So again, where does it come from? A high level of anxiety in the mother will contribute to stress (and later anxiety) for the fetus. There have been many studies bearing this out (cited in later chapters). An anxious, pregnant mother, responding to her outer world—is stirring up the metabolism of her fetus, who is also responding to his environment. If mother’s anxiety goes on long enough, it will become a permanent state in the fetus, and change him for life. It so looks like genetics that we easily mistake it for heredity; after all, the baby seems to be born unable to sit still or learn in school.
The mother’s anxiety will over-stimulate the fetus and impair her nervous system, creating a child with an imprint of a high level of stimulation; she may feel overwhelmed by every little thing that happens throughout life. As an adult she might respond to her husband asking her to bring the salt to the table. He is met with an angry, “Do you really expect me to do everything? Get it yourself.” Everything becomes too much because it was during womb-life. Everything that was too much, then, is laid down as a substrate, and all new demands work against that substrate. So one little new request made of her as an adult has a magnified impact. And if by chance she made an error on something she would immediately turn it around to make the accuser wrong. She cannot be wrong and immediately transfers terrible feelings of having made a mistake so that the other person feels wrong. He ends up defending himself. Again, it is not so much that she has done something wrong, but that small error has resonated with something very important in her that may mean I am not loved.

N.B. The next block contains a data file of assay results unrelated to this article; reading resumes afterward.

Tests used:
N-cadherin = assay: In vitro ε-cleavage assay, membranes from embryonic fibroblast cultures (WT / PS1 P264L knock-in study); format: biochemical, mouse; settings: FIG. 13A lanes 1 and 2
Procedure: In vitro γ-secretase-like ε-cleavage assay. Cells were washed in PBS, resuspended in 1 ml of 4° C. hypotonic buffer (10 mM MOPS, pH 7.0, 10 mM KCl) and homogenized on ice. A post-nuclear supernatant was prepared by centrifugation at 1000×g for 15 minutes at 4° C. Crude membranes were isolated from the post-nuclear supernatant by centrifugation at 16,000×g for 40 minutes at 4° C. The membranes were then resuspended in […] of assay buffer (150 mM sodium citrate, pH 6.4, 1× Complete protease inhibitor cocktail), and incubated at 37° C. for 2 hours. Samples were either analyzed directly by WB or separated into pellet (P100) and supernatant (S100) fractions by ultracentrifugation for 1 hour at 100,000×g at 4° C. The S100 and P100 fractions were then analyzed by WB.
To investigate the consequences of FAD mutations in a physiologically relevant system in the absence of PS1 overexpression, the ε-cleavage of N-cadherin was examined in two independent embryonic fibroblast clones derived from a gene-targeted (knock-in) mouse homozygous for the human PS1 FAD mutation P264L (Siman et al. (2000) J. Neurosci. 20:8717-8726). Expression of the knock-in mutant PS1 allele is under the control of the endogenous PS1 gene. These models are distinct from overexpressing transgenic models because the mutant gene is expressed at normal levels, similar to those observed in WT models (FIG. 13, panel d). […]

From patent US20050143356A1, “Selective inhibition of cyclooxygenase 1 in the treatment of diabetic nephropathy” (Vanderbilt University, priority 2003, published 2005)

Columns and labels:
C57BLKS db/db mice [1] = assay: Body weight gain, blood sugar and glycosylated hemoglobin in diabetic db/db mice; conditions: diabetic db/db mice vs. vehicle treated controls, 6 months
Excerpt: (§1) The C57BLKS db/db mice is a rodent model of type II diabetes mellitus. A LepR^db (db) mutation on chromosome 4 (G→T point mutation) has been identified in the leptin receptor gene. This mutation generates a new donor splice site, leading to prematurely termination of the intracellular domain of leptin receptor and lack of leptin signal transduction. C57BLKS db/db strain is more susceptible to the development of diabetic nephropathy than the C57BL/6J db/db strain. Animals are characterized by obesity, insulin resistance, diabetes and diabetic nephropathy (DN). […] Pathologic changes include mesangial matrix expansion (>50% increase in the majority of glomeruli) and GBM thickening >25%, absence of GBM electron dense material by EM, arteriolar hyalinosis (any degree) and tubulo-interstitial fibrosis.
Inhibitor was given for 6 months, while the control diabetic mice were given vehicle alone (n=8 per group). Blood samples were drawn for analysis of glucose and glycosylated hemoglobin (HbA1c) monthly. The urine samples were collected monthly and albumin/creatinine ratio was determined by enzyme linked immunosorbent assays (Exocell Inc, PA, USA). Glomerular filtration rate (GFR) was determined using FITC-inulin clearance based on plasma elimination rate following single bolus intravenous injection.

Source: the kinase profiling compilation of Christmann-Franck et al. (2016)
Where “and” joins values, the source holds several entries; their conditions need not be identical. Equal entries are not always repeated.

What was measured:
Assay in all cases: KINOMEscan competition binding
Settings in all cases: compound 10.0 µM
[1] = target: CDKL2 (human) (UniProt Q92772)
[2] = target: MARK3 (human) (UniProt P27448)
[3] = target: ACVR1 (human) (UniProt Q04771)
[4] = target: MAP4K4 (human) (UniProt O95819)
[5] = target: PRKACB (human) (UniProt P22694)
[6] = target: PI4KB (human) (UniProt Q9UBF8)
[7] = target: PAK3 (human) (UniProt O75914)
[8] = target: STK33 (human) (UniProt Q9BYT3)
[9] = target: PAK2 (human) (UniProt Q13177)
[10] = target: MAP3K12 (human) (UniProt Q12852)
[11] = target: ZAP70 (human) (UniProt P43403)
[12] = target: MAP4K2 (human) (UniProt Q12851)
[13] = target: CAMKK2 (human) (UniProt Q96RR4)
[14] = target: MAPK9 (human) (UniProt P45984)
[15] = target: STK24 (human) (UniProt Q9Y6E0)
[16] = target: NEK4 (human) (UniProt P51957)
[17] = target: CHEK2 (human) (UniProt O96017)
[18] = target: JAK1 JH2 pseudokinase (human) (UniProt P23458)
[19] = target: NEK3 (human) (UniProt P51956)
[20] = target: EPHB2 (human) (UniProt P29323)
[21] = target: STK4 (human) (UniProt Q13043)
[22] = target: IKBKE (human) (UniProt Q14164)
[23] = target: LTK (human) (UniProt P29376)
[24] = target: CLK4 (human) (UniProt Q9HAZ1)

If now this person suffers panic attacks it means that the basic terror is close to the surface; hence the chronic feeling of being overwhelmed (overwhelmed by feelings). We see an example of this in the monkey study discussed in a later chapter. Mothers were given cocaine which stirred up and agitated them, not unlike a maternal anxiety attack, and we saw the result; impulsive offspring more likely to take drugs as adults. Anxious monkeys take to alcohol as do we. And what makes them anxious? Sporadic and unpredictable separation from the mother; lack of steady love.
Let us suppose those fears were channeled into elevators, a fear of being enclosed as the object of terror. The terror is deep brain; the focus is higher brain. Psychotherapy cannot cure a deep brain terror by a discussion with the higher brain; it is not where the wound lies. There can be circumstances in life that could create such a phobia, such as being stuck in an elevator or another enclosed space as a young child, but real terror—a life-and death event, only rarely derives from happenings in late childhood. The imprint is the origin, terror becomes the reaction, and phobia becomes the focus. We need to separate each so we understand the problem, and then address the imprint with its reaction. The imprint generates all of the rest.
For a fetus, the mother’s womb is the external world. A womb environment that keeps the fetus in an alert state eventually becomes part of the baby who will be a more aggressive, hyperactive child who cannot focus or concentrate in class. He will grow up hyper-vigilant. This may be useful if he becomes an undercover cop but is bad for his longevity. Conversely, if the carrying mother is depressed for a lengthy period of time, her baby may go into “down” mode, perhaps for life as a personality characteristic. He may love cocaine later in life. Or even better, methamphetamine, which puts the body in an “up” position.
Anxiety is often manifested by choking or smothering sensations, dizziness and a feeling of impending doom. And quite soon the patient will cough and choke in a session that is a harbinger of a birth pain that is breaking through. During a reliving of the birth trauma later on, when immersed in the experience there will often be coughing and bringing up sputum in large amounts. There is now the context.